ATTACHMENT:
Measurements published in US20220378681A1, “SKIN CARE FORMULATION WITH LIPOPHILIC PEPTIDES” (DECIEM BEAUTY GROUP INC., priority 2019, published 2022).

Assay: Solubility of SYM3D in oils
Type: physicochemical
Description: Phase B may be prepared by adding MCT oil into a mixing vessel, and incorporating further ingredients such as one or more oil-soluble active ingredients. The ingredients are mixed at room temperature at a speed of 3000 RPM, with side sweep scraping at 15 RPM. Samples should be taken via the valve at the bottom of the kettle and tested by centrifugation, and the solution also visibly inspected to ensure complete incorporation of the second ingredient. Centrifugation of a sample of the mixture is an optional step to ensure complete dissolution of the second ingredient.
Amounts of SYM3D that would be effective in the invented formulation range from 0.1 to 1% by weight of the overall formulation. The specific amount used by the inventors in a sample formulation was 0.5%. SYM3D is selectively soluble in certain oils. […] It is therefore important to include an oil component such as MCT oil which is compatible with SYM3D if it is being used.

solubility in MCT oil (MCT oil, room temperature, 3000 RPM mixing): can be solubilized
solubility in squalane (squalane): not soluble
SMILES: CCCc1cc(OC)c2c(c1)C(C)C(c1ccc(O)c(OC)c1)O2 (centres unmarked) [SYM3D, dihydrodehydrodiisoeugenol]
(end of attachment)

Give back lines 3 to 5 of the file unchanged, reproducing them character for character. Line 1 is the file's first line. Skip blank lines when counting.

Type: physicochemical
Description: Phase B may be prepared by adding MCT oil into a mixing vessel, and incorporating further ingredients such as one or more oil-soluble active ingredients. The ingredients are mixed at room temperature at a speed of 3000 RPM, with side sweep scraping at 15 RPM. Samples should be taken via the valve at the bottom of the kettle and tested by centrifugation, and the solution also visibly inspected to ensure complete incorporation of the second ingredient. Centrifugation of a sample of the mixture is an optional step to ensure complete dissolution of the second ingredient.
Amounts of SYM3D that would be effective in the invented formulation range from 0.1 to 1% by weight of the overall formulation. The specific amount used by the inventors in a sample formulation was 0.5%. SYM3D is selectively soluble in certain oils. […] It is therefore important to include an oil component such as MCT oil which is compatible with SYM3D if it is being used.